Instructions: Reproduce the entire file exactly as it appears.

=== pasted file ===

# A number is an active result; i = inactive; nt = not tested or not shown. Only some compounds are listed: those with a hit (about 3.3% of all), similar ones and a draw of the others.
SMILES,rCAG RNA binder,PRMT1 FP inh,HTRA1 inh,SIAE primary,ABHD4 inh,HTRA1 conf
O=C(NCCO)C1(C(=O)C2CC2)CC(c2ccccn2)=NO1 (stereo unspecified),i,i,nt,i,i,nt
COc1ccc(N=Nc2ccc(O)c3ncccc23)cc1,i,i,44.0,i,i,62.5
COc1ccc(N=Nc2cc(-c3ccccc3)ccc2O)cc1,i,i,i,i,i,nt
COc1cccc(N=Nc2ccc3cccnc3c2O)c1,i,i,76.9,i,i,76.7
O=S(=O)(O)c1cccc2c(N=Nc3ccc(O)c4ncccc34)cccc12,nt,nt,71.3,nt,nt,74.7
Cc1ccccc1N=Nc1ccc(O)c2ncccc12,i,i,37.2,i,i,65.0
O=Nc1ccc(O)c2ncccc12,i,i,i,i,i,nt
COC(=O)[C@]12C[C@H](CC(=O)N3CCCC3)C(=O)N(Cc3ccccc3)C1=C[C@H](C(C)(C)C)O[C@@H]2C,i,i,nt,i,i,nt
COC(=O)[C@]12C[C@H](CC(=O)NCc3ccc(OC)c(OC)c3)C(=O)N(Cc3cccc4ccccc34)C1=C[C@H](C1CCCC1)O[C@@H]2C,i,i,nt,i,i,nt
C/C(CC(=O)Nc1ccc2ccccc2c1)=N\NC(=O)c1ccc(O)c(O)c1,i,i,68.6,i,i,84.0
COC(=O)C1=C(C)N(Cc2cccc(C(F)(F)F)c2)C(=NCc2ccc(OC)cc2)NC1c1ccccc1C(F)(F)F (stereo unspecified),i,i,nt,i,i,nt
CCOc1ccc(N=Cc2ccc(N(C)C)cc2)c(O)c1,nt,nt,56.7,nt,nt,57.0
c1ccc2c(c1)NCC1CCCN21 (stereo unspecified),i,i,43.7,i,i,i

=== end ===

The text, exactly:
# A number is an active result; i = inactive; nt = not tested or not shown. Only some compounds are listed: those with a hit (about 3.3% of all), similar ones and a draw of the others.
SMILES,rCAG RNA binder,PRMT1 FP inh,HTRA1 inh,SIAE primary,ABHD4 inh,HTRA1 conf
O=C(NCCO)C1(C(=O)C2CC2)CC(c2ccccn2)=NO1 (stereo unspecified),i,i,nt,i,i,nt
COc1ccc(N=Nc2ccc(O)c3ncccc23)cc1,i,i,44.0,i,i,62.5
COc1ccc(N=Nc2cc(-c3ccccc3)ccc2O)cc1,i,i,i,i,i,nt
COc1cccc(N=Nc2ccc3cccnc3c2O)c1,i,i,76.9,i,i,76.7
O=S(=O)(O)c1cccc2c(N=Nc3ccc(O)c4ncccc34)cccc12,nt,nt,71.3,nt,nt,74.7
Cc1ccccc1N=Nc1ccc(O)c2ncccc12,i,i,37.2,i,i,65.0
O=Nc1ccc(O)c2ncccc12,i,i,i,i,i,nt
COC(=O)[C@]12C[C@H](CC(=O)N3CCCC3)C(=O)N(Cc3ccccc3)C1=C[C@H](C(C)(C)C)O[C@@H]2C,i,i,nt,i,i,nt
COC(=O)[C@]12C[C@H](CC(=O)NCc3ccc(OC)c(OC)c3)C(=O)N(Cc3cccc4ccccc34)C1=C[C@H](C1CCCC1)O[C@@H]2C,i,i,nt,i,i,nt
C/C(CC(=O)Nc1ccc2ccccc2c1)=N\NC(=O)c1ccc(O)c(O)c1,i,i,68.6,i,i,84.0
COC(=O)C1=C(C)N(Cc2cccc(C(F)(F)F)c2)C(=NCc2ccc(OC)cc2)NC1c1ccccc1C(F)(F)F (stereo unspecified),i,i,nt,i,i,nt
CCOc1ccc(N=Cc2ccc(N(C)C)cc2)c(O)c1,nt,nt,56.7,nt,nt,57.0
c1ccc2c(c1)NCC1CCCN21 (stereo unspecified),i,i,43.7,i,i,i